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This profile was last updated on 6/11/15  and contains information from public web pages and contributions from the ZoomInfo community.

Ms. Suzy A. Reingold

Wrong Suzy A. Reingold?

Company’s New York Tri-State Ch...

Phone: (202) ***-****  HQ Phone
Email: s***@***.com
Local Address:  United States
Sanford Wittels & Heisler LLP
1666 Connecticut Avenue NW Suite 310
Washington Dc , District of Columbia 20009
United States

Company Description: Sanford Wittels & Heisler is a law firm with offices in Washington, D.C., New York, New Jersey, and San Francisco that specializes in employment discrimination,...   more

Employment History


  • University of Miami School of Arts and Sciences
  • J.D.
    New York University School of Law
36 Total References
Web References
SUZY REINGOLD V. CUSHMAN & ..., 11 June 2015 [cached]
The complaint was filed on behalf of the company’s New York Tri-State Chief Operating Officer Suzy A. Reingold, 66, who despite her 15 years of real estate management experience was passed over for promotion to New York Tri-State President.
Joanne Podell Named "2012 Woman of the Year" by NY Women Executives in Real Estate - Cushman & Wakefield, 17 Oct 2012 [cached]
"Joanne Podell is well-deserving of this honor based on her exceptional leadership abilities and business acumen," said Suzy Reingold, Executive Managing Director of Cushman & Wakefield's New York City offices.
The complaint was filed on behalf ..., 21 Oct 2013 [cached]
The complaint was filed on behalf of the company's New York Tri-State Chief Operating Officer Suzy A. Reingold, 66, who despite her 15 years of real estate management experience was passed over for promotion to New York Tri-State President.
The complaint alleges that the "otherwise inexplicable choice" of Lo Russo over Ms. Reingold was motivated by unlawful discrimination based on age and gender, and cites company management's public comments in support of those allegations.
Senior Litigation Counsel Deborah Marcuse, another member of Ms. Reingold's legal team, explained that C&W's failure to promote Ms. Reingold was flagged by insiders as a prominent example of gender discrimination in the real estate world.
Ms. Reingold was recruited by C&W to be Executive Managing Director of its New York City offices in 2005. In this role she managed 180 brokers and more than 190 non-brokers in the company's Midtown and Downtown offices, received the highest possible performance ratings from management, and was viewed by her supervisors and colleagues as the natural successor to the firm's then-New York Area Leader, Joseph Harbert. Despite her heavy workload and stellar performance, Ms. Reingold earned dramatically less than her male counterparts. For example, between 2007 and 2010, Ms. Reingold earned at least $100,000 less than New Jersey Market Leader Gil Medina, even though Medina and Stamford/Westchester Market Leader James Fagan together supervised fewer than half the number staff supervised by Ms. Reingold.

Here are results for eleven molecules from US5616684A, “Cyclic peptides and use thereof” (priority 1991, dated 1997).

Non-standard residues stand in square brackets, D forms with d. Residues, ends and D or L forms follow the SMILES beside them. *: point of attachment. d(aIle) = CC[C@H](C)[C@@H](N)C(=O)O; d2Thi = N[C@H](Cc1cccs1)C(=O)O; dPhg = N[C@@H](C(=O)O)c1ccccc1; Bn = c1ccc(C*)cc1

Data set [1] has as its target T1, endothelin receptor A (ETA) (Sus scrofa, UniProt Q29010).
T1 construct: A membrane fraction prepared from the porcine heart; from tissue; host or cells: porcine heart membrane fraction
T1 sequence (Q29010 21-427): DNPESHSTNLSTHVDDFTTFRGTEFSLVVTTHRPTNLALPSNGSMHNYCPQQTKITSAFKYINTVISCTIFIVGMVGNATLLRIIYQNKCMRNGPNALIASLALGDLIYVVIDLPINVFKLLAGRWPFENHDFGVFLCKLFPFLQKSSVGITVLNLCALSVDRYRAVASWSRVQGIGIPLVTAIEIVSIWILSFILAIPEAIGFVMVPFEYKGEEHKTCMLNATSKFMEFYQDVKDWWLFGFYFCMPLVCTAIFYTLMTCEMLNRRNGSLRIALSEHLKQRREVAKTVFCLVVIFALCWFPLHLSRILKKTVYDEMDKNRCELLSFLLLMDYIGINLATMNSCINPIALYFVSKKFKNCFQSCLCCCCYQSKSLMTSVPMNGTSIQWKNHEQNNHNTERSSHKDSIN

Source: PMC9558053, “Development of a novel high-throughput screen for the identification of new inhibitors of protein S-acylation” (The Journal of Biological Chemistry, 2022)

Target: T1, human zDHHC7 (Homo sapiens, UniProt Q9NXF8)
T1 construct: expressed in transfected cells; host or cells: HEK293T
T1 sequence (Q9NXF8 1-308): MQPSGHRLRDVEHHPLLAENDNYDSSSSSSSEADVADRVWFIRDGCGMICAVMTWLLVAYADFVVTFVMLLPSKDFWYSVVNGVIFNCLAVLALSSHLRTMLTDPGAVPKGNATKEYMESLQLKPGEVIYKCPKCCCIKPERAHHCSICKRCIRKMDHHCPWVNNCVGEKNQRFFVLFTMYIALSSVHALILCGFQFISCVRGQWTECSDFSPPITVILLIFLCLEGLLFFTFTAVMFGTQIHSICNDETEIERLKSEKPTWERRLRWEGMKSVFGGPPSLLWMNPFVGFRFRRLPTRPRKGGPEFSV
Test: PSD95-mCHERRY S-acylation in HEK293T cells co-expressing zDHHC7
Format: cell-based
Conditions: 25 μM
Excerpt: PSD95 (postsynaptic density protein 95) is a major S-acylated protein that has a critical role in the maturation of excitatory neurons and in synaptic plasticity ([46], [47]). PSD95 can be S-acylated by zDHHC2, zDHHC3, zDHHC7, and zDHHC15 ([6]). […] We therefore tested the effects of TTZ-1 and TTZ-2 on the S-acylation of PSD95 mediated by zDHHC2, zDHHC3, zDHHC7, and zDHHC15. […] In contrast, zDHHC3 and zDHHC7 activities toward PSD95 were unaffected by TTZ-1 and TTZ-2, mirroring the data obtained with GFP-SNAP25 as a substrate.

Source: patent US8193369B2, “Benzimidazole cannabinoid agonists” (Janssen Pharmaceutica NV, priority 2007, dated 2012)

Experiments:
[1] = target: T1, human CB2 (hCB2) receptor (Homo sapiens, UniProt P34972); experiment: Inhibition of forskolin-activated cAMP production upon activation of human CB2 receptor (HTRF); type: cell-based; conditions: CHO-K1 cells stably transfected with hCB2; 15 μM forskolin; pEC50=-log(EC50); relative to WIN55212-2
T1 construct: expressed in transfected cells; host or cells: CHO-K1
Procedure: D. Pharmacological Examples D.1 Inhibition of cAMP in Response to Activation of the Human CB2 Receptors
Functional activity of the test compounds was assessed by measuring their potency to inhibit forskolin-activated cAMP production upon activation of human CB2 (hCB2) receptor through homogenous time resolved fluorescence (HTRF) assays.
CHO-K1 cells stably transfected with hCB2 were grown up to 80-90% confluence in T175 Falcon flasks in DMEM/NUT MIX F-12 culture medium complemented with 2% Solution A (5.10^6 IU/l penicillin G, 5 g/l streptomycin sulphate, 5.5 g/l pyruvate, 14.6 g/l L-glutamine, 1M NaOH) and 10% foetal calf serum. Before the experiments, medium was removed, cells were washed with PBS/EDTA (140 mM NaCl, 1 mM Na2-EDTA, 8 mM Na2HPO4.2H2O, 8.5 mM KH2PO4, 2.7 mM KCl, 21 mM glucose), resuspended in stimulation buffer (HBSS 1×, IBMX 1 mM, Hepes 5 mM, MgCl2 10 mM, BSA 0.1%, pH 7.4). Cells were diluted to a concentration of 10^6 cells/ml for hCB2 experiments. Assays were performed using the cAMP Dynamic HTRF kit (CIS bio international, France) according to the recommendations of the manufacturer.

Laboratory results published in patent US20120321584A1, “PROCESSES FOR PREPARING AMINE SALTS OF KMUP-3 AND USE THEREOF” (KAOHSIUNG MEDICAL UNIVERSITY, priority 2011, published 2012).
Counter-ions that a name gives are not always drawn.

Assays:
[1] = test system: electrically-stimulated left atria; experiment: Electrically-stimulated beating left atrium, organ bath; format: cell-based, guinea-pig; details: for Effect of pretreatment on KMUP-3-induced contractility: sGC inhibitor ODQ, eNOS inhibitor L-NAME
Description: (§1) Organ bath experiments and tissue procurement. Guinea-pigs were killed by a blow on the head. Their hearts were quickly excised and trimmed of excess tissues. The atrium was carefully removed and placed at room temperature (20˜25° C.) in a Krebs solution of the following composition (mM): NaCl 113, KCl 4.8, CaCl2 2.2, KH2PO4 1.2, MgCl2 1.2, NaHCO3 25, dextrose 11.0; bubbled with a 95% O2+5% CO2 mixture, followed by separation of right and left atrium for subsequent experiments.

When Harbert left C&W in 2012, company management insisted on undertaking an outside search for his replacement in the position now known as President of the New York Tri- State Region, even though Ms. Reingold not only met all the qualifications for the position but had effectively absorbed many of its duties and responsibilities after Harbert's departure.
Consistent with C&W's longstanding policy of promoting from within, C&W's CEO of the Americas Jim Underhill repeatedly assured Ms. Reingold that "the job is yours."
Ms. Reingold sues for violations of the New York State Human Rights Law, the New York State Equal Pay Act, the Administrative Code of New York City and the New York Labor Law pertaining to equal pay for equal work, retaliation in the workplace, pay discrimination, and promotion discrimination. Ms. Reingold also claims C&W breached her contract of employment.
Ms. Reingold seeks back pay, unpaid wages, liquidated damages, compensatory damages and punitive damages of $20,000,000, as well as attorneys' fees, costs and expenses, prejudgment and post-judgment interest, and a jury trial.
Ms. Marcuse also represents Cushman ..., 9 Aug 2014 [cached]